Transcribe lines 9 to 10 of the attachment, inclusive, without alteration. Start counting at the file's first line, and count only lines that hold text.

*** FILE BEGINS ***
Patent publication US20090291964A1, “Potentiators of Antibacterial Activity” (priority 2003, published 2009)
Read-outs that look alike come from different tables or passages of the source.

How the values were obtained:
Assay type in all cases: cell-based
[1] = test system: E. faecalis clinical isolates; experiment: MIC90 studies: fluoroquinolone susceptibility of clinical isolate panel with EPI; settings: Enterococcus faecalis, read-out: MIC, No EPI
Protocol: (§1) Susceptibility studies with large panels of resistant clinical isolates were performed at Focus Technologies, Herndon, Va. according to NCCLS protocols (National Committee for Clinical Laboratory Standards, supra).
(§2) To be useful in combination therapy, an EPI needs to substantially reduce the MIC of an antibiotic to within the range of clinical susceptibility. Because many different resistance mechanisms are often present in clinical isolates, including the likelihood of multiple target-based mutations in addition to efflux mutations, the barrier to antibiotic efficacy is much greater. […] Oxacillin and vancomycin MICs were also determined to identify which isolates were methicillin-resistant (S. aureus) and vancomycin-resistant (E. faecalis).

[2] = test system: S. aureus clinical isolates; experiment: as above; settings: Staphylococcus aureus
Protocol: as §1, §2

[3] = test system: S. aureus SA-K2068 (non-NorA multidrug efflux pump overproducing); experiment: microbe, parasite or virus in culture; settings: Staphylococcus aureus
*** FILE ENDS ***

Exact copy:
Protocol: as §1, §2

[3] = test system: S. aureus SA-K2068 (non-NorA multidrug efflux pump overproducing); experiment: microbe, parasite or virus in culture; settings: Staphylococcus aureus